Recently it was announced that a hitherto unknown short story by J.R.R. Tolkien named The Story of Kullervo will be published by HarperCollins, thus placing Tolkien in the company of Harper Lee, Truman Capote, and other authors who recently have had allegedly unknown manuscripts discovered and published.
I have no doubt that The Story of Kullervo will be a good read because Tolkien is a great storyteller. But one of my favorite Tolkien stories involves the man himself, namely the story of J.R.R. Tolkien and the Exorcism of the Tape Recorder.
In 1952, around the time when he submitted The Lord of the Rings for publication, Tolkien went to visit his friends, George and Moira Sayer. To entertain their guest, George brought out a portable tape recorder, which were brand new at the time. Tolkien had never seen such a machine before and was very skeptical to its use. Nevertheless, he began playing around with it and was soon having a lot of fun.
Tolkien’s skepticism towards technology is well known, and The Lord of the Rings is frequently interpreted as Tolkien’s statement on the use of machinery and its impact on human society. His views on technology and machinery have been ascribed to his experiences in the trenches as a British soldier during World War I, a conflict that saw the breakthrough of the machine gun, the tank, the submarine, and the fighter plane.
However, in their biography The Fellowship: The Literary Lives of the Inklings, Philip and Carol Zaleski demonstrate that although Tolkien’s relationship to technology began to take form during World War I, it seems as if it was during World War II that it developed into the skeptic stance that can be found in The Lord of the Rings.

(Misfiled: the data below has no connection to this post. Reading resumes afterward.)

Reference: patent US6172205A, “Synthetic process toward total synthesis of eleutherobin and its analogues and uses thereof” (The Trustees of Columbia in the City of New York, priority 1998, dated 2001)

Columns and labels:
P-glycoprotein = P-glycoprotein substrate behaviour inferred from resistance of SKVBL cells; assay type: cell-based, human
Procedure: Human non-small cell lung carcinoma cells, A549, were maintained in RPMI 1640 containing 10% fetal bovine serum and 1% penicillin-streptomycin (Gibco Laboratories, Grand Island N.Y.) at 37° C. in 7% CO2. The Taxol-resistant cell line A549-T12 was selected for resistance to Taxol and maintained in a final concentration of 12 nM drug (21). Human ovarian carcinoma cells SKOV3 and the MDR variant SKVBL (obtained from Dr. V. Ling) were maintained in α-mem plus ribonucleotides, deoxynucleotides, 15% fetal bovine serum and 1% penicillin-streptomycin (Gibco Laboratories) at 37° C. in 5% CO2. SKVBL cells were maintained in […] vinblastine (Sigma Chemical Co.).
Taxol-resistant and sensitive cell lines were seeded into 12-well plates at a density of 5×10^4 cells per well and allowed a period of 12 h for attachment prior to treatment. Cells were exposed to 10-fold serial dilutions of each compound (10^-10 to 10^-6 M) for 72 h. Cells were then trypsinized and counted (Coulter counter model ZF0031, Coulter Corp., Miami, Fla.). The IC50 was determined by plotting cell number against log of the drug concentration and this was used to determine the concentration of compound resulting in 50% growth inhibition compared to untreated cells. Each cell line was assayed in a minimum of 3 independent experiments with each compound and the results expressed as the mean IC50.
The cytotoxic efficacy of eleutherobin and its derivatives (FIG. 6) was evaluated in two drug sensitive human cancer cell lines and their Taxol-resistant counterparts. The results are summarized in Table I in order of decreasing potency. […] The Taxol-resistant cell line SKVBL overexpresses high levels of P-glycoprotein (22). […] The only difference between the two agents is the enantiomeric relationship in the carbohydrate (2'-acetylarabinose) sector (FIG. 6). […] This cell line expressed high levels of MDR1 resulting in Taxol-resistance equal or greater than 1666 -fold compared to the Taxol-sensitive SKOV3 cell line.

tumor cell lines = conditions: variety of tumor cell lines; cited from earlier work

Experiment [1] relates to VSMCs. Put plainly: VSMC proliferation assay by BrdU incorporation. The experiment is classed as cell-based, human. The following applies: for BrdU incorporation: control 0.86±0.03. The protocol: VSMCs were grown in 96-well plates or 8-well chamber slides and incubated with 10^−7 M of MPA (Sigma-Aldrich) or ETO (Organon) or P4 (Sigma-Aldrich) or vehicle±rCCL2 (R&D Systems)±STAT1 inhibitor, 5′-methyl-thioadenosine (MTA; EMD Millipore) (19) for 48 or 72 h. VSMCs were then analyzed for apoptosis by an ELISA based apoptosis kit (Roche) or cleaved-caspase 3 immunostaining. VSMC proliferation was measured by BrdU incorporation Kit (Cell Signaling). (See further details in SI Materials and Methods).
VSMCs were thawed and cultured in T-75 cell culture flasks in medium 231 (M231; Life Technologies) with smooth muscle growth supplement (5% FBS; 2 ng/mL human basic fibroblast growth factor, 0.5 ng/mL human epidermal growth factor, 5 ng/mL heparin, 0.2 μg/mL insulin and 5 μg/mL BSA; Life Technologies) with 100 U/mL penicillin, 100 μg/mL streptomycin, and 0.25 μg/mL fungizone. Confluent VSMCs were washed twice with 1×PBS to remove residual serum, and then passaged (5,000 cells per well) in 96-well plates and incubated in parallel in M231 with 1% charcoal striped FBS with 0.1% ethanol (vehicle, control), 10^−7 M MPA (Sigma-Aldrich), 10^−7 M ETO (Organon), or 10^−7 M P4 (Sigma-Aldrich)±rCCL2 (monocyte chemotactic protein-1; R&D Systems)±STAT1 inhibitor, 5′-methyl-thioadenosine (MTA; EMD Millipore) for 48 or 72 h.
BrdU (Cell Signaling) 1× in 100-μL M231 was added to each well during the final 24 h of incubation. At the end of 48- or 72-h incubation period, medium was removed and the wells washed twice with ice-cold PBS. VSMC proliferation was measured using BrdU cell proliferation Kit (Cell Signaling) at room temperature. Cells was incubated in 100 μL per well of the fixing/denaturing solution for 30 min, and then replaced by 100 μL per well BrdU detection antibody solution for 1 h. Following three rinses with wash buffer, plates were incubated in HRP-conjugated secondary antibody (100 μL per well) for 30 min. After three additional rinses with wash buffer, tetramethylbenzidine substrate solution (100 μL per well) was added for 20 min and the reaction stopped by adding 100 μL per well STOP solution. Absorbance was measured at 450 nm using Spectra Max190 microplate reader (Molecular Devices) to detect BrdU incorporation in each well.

In 1939, when Britain declared war on Germany for invading Poland, Tolkien was 47 years old. During the course of the war, German fighter planes bombed England’s cities to smithereens in what has become known as the Blitz, trains were used with deadly efficiency to transport Jews to concentration camps, and the atomic bomb brought destruction beyond all expectations. After the war, urban development and the increased use of cars brought changes to Tolkien’s hometown, Oxford. The changes that took place during these years, Zaleski and Zaleski argue, solidified his feeling of technology taking over the world.
When George handed Tolkien the tape recorder, his skepticism towards it as a machine was deeply rooted in his personality. Because the machine could record and play back a human voice, Tolkien joked around that the tape recorder was possessed. That was why he began a recording session with exorcizing any demons living inside the machine. He did this by recording himself reciting the Lord’s Prayer.
But Tolkien didn’t recite the Lord’s Prayer in English. Neither did he recite it in Latin, which would have been expected considering that he was a devout Catholic. No, Tolkien being Tolkien, he recited the Lord’s Prayer in Gothic.
Gothic is a language that went extinct several centuries ago and very few texts in Gothic still exist. One of the most famous texts is the Codex argenteus, or The Silver Bible, which is a sixth-century copy of the fourth-century Bible translation made by the Gothic bishop, Wulfila. Wulfila has also been attributed with translating the Lord’s Prayer to Gothic.
You can listen to Tolkien’s recordings of himself reading sections from The Hobbit, but unfortunately his recital of the Lord’s Prayer is not available. However, there are other recitals of the Lord’s Prayer in Gothic in case you are interested in hearing what it might sound like.